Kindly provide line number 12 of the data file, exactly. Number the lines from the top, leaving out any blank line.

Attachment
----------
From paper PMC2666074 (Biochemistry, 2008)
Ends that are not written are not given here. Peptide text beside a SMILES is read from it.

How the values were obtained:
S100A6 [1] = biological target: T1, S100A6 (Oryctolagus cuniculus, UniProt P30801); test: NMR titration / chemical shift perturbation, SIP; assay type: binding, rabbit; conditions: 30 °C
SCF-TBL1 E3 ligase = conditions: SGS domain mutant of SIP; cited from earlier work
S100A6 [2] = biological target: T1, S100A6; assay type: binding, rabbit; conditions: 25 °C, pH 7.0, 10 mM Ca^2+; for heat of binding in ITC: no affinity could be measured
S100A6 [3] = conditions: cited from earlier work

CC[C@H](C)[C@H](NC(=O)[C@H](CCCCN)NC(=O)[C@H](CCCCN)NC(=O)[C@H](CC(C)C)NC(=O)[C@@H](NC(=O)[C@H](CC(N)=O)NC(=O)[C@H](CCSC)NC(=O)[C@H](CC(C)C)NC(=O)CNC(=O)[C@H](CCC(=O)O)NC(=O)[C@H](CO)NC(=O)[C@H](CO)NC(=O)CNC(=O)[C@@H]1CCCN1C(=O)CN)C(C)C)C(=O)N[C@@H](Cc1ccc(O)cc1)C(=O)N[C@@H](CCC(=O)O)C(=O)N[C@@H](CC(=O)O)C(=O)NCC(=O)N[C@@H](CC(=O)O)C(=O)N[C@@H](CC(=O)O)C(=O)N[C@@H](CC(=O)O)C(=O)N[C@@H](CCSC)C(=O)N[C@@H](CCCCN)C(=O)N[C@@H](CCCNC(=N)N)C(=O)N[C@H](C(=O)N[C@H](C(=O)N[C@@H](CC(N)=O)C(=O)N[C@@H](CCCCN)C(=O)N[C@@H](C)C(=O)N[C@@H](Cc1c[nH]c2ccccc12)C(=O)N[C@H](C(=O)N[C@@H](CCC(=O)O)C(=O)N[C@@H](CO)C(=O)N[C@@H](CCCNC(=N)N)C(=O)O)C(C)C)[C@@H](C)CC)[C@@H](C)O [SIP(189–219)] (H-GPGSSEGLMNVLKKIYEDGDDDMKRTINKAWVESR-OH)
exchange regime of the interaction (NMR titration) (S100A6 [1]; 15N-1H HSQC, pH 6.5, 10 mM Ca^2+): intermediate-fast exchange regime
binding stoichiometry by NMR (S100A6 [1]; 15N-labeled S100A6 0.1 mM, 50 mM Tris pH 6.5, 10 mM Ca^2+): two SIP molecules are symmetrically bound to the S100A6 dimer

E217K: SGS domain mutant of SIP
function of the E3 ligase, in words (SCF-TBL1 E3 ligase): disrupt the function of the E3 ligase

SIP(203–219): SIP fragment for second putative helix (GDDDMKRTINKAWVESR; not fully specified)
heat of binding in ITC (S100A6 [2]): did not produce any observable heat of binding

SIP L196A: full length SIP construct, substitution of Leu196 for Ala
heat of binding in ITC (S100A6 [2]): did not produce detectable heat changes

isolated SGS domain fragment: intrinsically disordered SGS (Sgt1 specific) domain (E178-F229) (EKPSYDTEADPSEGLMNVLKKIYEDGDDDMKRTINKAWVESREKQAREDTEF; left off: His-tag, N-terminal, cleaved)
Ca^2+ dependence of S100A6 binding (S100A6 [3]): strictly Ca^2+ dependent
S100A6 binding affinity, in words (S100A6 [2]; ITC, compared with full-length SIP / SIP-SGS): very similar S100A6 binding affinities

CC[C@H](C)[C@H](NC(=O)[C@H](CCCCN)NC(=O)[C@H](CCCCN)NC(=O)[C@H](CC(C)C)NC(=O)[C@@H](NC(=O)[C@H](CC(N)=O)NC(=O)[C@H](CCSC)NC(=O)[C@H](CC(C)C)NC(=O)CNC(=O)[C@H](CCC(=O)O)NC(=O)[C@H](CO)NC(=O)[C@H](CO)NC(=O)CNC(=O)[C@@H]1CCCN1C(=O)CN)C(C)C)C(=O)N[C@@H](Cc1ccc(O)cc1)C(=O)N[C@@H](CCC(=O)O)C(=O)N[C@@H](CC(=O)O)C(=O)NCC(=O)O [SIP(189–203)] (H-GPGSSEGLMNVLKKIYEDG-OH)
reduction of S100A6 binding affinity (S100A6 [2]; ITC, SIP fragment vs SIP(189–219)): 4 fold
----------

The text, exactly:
function of the E3 ligase, in words (SCF-TBL1 E3 ligase): disrupt the function of the E3 ligase